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Species: The Red-eyed Vireo (Vireo olivaceus) is the most common and has the widest range among vireos species seen in North America. Known for its constant singing when on its breeding territory, throughout the summer. This is one of the larger vireo species seen on the continent, usually seen in the crown of deciduous trees, moving about gleaning insects from the leaves and branches. Will feed on seeds and fruits in the winter months.
Distinctions: The male and female are similar looking in appearance. Has large bill with visible hook at end. Recognized by its bluish gray crown, black line at base of crown, white eyebrows, dull yellowish cheeks and nape, dull yellow showing along flanks and undertail, adults have white breast, juveniles may have larger areas of yellow along their flanks. Backs are green and no wing bars are visible. Red eyes are easier seen at close range and in good light.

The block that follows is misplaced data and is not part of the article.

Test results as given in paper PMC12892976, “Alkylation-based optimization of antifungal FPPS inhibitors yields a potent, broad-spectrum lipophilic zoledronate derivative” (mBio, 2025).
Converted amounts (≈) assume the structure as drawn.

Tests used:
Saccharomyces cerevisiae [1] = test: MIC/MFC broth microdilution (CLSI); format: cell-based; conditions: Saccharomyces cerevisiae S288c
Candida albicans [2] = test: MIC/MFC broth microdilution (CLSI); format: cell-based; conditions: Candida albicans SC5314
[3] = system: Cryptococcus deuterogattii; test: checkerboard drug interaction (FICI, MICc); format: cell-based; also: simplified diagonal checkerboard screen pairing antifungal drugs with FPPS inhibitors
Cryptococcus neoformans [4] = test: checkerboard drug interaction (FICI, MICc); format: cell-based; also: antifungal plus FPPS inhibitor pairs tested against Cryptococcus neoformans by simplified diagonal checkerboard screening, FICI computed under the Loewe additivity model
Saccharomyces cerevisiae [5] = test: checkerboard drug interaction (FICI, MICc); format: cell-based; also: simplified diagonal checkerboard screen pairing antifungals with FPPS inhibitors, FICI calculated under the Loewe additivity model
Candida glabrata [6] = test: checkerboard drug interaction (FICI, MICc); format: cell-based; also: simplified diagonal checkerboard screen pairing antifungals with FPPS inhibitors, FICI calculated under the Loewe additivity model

Voice: Deliberate call notes, repeated over and over throughout the day, consists of an array of musical notes similar to the robin.
Nesting: Three to five white eggs, speckled with brown or black spots. Suspended from a crotch on a branch high up in a mature tree. The nest is composed of strips of wood bark, plant fibres and other fine materials.
|B L||W W||W||Family||Latin Name|
|6" 15.2cm||10" 25.4cm||0.6oz 17g||Vireonidae||Vireo olivaceus|
Distribution: Found throughout North America, from western side of Newfoundland to as far north as James Bay, bordering Ontario and Quebec. Parts of the western Northwest Territories to the western coast of British Columbia, south into Oregon, through the northern regions of the midwestern states, down into Texas, over into Florida and up into Canada.